Eating Disorder Diagnosis: Why BMI Isn’t Relevant

Mental Health

In order to receive an eating disorder diagnosis in the UK you need to be assessed by a trained professional and meet certain criteria. I’ve talked about this in a previous blog post. In that post, I examined the three more common eating disorders. 

For Anorexia Nervosa, one of the criteria for this eating disorder diagnosis is that the person’s Body Mass Index (BMI) is below a certain level. In this post I want to explain why I think it’s inappropriate to use BMI as one of the criteria for an eating disorder diagnosis.

In order to receive an eating disorder diagnosis in the UK you need to be assessed by a trained professional and meet certain criteria. For Anorexia Nervosa, one of the criteria for this eating disorder diagnosis is that the person's Body Mass Index (BMI) is below a certain level. I explain why I think it's inappropriate to use BMI as one of the criteria for an eating disorder diagnosis | Eating Disorder Diagnosis | Anorexia Nervosa | The Scale Lies | #EatingDisorder #Anorexia

Eating disorders are a mental health condition

I think it’s pretty widely accepted now that eating disorders are a mental health condition, as opposed to someone “wanting to be thinner”. There’s a lot more going on.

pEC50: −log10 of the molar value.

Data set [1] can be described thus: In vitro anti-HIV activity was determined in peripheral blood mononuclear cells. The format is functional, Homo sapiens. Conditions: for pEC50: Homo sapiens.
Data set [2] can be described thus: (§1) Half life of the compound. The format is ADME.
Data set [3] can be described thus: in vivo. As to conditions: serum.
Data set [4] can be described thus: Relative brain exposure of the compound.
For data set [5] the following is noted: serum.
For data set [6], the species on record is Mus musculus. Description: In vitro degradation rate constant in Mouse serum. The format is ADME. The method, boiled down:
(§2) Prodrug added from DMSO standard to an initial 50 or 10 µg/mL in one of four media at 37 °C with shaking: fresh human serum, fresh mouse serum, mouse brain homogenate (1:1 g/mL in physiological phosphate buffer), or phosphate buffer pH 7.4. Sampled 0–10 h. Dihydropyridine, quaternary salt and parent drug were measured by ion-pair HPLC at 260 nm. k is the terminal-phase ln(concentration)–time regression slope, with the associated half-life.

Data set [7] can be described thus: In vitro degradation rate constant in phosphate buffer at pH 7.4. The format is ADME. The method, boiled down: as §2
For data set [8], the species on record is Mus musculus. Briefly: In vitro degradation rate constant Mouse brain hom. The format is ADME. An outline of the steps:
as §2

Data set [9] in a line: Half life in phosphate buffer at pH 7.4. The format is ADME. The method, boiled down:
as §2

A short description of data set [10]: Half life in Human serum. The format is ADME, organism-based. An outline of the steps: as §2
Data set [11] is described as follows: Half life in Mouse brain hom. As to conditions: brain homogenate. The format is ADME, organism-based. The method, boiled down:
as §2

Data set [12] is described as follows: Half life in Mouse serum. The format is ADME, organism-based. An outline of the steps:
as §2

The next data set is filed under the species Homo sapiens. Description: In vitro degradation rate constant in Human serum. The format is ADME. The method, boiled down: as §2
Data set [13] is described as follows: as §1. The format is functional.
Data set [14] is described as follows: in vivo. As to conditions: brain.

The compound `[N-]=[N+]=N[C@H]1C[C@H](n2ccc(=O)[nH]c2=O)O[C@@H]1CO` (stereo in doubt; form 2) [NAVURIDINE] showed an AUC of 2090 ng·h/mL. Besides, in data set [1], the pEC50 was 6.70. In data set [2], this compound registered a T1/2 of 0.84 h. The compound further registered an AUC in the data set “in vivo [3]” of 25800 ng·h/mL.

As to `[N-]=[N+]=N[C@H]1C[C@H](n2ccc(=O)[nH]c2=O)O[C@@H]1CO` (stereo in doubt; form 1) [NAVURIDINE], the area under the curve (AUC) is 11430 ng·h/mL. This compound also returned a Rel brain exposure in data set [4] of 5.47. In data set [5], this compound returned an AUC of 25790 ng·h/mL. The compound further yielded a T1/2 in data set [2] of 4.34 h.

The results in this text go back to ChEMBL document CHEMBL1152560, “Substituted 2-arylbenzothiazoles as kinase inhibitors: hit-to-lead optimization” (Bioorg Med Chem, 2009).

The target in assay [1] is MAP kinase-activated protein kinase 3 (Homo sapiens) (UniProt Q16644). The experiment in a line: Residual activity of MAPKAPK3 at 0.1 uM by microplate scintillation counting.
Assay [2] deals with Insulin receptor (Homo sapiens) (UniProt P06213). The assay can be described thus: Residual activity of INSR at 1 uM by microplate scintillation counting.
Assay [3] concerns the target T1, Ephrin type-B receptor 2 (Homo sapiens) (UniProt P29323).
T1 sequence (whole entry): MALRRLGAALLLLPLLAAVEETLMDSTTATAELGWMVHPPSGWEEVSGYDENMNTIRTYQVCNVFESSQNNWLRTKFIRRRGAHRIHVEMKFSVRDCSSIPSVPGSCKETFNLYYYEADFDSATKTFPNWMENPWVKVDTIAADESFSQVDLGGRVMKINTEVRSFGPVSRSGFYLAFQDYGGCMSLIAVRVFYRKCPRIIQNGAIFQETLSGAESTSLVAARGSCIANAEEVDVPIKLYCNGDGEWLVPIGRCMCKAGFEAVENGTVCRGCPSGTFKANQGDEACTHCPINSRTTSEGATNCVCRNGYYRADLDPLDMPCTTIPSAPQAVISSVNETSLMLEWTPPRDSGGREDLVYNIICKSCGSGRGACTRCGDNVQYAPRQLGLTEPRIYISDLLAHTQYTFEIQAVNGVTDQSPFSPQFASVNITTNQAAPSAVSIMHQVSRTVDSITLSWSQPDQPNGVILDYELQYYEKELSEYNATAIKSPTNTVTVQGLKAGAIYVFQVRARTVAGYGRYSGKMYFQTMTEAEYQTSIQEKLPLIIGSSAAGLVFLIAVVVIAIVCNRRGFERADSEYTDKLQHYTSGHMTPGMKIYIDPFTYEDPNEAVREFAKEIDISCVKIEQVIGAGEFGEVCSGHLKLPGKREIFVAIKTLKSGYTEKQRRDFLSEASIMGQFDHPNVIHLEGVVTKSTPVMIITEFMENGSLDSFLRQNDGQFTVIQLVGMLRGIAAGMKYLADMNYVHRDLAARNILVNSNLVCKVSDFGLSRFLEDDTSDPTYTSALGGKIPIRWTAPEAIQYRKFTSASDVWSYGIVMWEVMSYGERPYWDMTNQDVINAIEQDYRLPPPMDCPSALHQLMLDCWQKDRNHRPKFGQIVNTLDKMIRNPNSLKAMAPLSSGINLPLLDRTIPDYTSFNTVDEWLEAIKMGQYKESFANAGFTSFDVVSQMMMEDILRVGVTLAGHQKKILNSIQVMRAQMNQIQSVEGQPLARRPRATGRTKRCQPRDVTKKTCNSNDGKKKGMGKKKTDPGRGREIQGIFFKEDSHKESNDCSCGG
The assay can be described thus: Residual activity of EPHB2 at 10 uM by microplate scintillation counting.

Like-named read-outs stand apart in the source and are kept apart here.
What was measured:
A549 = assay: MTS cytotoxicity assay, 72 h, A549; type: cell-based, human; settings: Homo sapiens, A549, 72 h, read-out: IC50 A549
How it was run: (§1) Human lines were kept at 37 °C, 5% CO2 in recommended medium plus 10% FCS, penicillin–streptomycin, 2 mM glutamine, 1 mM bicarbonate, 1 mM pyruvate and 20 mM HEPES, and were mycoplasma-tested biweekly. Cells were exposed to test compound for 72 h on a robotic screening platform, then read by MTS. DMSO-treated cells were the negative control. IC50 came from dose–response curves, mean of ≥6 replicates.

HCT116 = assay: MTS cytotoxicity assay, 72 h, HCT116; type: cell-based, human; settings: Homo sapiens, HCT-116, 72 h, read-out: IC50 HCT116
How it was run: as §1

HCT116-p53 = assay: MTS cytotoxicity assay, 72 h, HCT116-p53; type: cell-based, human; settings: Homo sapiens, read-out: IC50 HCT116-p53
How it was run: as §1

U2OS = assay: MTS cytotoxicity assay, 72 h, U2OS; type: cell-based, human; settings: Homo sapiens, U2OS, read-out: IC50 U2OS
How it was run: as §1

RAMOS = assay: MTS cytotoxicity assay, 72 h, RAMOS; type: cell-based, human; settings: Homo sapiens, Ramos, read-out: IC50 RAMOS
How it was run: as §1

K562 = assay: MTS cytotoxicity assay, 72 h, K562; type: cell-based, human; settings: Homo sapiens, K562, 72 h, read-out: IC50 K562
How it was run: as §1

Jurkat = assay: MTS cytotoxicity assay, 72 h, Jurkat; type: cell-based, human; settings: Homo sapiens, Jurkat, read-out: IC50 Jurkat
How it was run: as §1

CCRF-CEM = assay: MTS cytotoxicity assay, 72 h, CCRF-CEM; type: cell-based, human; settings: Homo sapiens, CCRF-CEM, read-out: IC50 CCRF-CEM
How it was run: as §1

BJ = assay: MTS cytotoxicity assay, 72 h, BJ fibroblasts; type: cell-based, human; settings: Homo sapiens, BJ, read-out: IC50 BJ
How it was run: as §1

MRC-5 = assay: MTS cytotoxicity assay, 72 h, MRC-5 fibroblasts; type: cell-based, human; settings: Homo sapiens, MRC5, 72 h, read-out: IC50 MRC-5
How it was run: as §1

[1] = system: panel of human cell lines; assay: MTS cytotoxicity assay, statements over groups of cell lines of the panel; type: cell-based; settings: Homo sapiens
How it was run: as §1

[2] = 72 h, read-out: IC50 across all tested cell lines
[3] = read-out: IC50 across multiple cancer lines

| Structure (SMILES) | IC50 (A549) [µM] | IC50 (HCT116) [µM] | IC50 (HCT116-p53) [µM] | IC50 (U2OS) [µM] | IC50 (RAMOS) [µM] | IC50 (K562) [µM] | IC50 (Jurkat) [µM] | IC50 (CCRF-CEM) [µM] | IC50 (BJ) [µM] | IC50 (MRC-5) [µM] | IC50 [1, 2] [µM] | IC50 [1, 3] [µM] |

In fact, eating disorders have the highest mortality rate among psychiatric disorders.

This is why I question why someone’s weight to height ratio is a factor included within an eating disorder diagnosis such as Anorexia Nervosa.

Here is a good example of someone who wasn’t listened to, all because of her BMI.

Now, I understand that if someone is measured by their BMI as being extremely overweight or underweight, this may mean they need inpatient treatment.

However, when someone’s weight falls within an average range it seems as though the possibility of them having an eating disorder is discounted totally.

I think professionals and the general public alike need to be more aware.

Getting support

My suspicion is that there are many people out there who have an ‘average’ height to weight ratio who have disordered eating and are suffering in silence.

This means that many people not receiving support for their difficulties with food. People need to look beyond what’s on the surface and find out what’s going on underneath.

If you do go to see a medical professional and they dismiss the possibility of you having an eating disorder, I’d recommend seeking a second opinion, and a third if need be.

Your health is worth fighting for and you deserve to be heard. Be as open and honest as you can be about what you’re experiencing. This means the professional has as much information as possible on which to base their decision about the next steps.

 

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